The theory videos claim that the California fire started thanks to “government laser beams”. These theories are among the most unbelievable of the conspiracies out there, and it’s always a possibility that the creators don’t actually believe what they’re saying, and are instead taking advantage of the tragedy to gain views.
The trouble that we see with these theories is that the spread of misinformation can quite quickly become dangerous. In a world where we should question a lot of things that we are told, I think that the more outlandish theories can lead to some serious issues.
FAANG stock drop
If you keep up with stocks, you’ll have noticed that the top technology companies have seen a major hit to the price of their stocks. For the past decade, we’ve seen FAANG (Facebook, Apple, Amazon, Netflix and Google) leading the stock markets to new heights that were previously unheard of.
Over the past week, all FAANG stocks had dropped more than 20% from their peaks. To give you an idea of how much that is, Amazon, which was the first company to surpass $1 trillion, has now dropped down to $731bn. (Amazon has still not recovered from this drop from the time of writing this article).
I wouldn’t start Go Fund Me pages for these companies just yet, as although this is a major decline in company value, these companies are still extremely rich and, in Amazon’s case, still breaking profit records.
Is Google fuelling hypochondria?
As you have probably experienced, people nowadays use Google and other search engines to diagnose symptoms that they are experiencing. I, myself tend to Google search any symptom I have before even considering going to the doctor.
Well, over the last week a new report has come out that details people’s searches for medical-based queries. In the UK, the search term “how to know if chest pains are serious” has risen by 8,781% from 2015 to 2018.
Other medical search queries have also risen in the past three years as searches related to ache, IBS and sciatica have been made over 100,000 times every year since 2015.
Whilst I would say that Googling symptoms may save you time and the doctor’s time too, if you are experiencing anything out of the norm, you should definitely see a professional.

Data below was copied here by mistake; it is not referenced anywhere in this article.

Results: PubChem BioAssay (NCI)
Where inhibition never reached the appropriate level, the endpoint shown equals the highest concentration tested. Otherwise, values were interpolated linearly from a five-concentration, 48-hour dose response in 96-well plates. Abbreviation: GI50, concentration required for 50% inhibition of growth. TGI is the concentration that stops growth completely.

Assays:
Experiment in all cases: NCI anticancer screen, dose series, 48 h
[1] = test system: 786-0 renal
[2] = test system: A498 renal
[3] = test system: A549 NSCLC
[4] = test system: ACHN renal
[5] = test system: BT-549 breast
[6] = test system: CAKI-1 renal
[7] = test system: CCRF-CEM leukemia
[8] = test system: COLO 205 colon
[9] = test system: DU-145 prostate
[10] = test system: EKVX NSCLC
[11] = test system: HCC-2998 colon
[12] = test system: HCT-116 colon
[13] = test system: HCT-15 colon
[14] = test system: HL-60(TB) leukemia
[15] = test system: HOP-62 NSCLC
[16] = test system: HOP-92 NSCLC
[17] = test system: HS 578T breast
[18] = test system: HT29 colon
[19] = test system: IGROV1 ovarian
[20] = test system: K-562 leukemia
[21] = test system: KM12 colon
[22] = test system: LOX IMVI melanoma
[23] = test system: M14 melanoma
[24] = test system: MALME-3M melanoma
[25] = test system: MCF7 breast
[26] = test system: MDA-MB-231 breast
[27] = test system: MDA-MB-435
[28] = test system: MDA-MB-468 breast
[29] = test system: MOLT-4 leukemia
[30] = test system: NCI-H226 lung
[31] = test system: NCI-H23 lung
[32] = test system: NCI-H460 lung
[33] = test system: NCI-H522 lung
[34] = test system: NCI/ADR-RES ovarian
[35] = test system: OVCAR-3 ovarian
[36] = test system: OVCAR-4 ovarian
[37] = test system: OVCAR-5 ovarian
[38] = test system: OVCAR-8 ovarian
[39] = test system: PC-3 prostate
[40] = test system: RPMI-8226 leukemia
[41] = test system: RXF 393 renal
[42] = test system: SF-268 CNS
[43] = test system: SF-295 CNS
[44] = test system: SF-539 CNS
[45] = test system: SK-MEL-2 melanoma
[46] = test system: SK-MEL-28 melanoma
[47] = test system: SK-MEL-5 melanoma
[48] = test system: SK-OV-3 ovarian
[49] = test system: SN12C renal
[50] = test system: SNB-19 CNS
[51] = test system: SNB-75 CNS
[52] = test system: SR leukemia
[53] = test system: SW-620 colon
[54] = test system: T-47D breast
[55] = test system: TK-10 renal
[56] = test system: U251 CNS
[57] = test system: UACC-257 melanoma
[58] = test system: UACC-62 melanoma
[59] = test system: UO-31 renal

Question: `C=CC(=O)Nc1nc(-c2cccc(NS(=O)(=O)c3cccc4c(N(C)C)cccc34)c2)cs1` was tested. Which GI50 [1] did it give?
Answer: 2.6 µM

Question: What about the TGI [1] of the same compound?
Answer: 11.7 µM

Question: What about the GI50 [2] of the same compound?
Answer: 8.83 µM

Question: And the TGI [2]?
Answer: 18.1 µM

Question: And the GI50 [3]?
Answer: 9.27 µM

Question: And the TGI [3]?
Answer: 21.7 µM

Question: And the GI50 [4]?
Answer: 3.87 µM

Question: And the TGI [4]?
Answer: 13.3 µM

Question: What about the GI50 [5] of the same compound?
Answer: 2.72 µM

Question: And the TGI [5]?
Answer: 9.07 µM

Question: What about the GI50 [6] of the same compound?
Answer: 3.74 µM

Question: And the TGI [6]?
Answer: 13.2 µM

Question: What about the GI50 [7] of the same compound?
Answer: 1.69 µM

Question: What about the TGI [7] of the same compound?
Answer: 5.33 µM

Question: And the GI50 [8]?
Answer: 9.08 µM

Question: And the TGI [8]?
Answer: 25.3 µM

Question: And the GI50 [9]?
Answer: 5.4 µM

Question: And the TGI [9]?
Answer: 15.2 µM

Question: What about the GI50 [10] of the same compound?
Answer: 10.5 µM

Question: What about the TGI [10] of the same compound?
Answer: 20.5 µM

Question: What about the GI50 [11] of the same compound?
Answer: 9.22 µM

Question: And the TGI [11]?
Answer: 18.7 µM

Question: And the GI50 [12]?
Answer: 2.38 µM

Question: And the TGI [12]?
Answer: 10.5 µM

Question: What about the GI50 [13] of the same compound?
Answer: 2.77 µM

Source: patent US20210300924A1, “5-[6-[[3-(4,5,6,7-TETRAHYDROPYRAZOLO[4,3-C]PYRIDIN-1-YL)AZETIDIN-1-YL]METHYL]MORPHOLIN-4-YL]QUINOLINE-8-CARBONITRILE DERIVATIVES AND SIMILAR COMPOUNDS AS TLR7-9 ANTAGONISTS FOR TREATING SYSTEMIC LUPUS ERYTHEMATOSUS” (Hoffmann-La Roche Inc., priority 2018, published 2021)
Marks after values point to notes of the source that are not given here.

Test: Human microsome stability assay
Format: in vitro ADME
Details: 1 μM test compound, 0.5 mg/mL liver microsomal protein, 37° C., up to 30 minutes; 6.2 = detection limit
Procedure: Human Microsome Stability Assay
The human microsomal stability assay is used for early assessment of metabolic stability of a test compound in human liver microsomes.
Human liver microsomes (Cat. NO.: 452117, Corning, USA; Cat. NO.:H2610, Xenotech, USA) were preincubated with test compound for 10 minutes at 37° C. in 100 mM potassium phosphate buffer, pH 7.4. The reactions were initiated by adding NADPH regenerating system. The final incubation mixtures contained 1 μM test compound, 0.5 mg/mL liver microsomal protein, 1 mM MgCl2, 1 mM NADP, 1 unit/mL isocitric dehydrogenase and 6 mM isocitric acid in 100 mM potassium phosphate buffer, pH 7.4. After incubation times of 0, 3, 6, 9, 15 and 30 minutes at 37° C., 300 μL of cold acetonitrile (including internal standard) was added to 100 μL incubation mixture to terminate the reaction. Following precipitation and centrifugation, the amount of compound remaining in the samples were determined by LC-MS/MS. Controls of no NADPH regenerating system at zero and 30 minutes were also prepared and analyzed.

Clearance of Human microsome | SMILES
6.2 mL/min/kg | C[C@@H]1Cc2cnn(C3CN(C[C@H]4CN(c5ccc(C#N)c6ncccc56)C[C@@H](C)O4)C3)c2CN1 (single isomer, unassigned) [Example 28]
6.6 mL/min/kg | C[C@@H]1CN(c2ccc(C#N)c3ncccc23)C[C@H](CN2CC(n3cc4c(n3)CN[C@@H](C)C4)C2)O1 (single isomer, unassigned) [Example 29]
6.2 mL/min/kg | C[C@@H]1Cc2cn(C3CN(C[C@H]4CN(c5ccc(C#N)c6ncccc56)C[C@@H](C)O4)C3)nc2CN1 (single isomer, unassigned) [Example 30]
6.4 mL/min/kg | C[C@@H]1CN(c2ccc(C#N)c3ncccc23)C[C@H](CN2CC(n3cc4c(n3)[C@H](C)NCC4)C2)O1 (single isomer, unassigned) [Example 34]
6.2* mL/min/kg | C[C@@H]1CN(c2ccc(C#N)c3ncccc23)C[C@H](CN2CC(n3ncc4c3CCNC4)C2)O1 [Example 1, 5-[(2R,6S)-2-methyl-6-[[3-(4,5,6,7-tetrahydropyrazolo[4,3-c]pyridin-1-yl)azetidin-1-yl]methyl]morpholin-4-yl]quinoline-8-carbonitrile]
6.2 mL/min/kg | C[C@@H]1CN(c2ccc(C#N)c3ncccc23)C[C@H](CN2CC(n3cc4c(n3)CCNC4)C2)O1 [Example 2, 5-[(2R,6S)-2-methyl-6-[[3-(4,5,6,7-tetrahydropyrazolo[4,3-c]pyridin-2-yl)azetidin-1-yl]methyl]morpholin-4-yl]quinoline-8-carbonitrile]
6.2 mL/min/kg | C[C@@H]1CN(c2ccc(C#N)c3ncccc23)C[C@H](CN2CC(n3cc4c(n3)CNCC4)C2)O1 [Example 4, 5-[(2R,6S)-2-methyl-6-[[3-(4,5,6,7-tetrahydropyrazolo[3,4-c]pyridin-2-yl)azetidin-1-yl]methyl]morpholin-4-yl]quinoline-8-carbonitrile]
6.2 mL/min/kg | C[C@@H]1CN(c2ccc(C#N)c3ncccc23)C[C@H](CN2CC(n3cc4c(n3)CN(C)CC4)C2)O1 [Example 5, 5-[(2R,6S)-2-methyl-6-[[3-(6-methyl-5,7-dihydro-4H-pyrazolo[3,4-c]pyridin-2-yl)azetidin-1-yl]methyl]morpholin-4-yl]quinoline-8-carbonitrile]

Is Google now helping save the high street?
Many large companies and brands have gone as far as to say that Google is destroying the traditional high street. With online shopping and the ease of browsing on the internet, many now opt to purchase everything online instead of going out to brick and mortar stores. For years we have needed a way to merge online with offline shopping.
However, Google has given high street brick and mortar stores an early Christmas present, by attempting to increase the number of shoppers on the high street.
Google has teamed up with start-up company NearSt which helps consumers to see what stock is available in the local stores around them. The joint venture between Google and NearSt is designed to make shopping locally as easy as it is online.
I think the timing of this joint venture could not come at a better time, as it has come a month before Christmas, a time where a majority of us are rushing around trying to find the best deals.
Generic SEO could die very soon
As more and more businesses make the switch to online marketing, we’ve seen that competition within many niches has become more and more competitive. Businesses have been pushing SEOs to provide higher search results positions, higher traffic, and more conversions on their websites.
Now as there’s more competition for the number one spot on Search Engine Results Pages (SERPs), Google now make changes to their algorithm that makes old generic style SEO obsolete.
The theory is that the algorithm now makes expertise, authority and trust a major part of how the algorithm decides to rank websites. This means that the Google algorithm is more niche specific than a lot of SEOs first thought.
Google Top Stories now in double carousel?
A new update that many mobile Google users have noticed is the new double carousel at the top of their Google search queries. The new test from Google has their Top Stories now displaying two or more highly searched and recent stories from around the world.
The new design looks to be more catered towards online news publications.
This new design of the Top Stories now pushes the organic results further down the page, which could make working in SEO a bit more difficult. However, it now makes getting into the Top Stories even more important.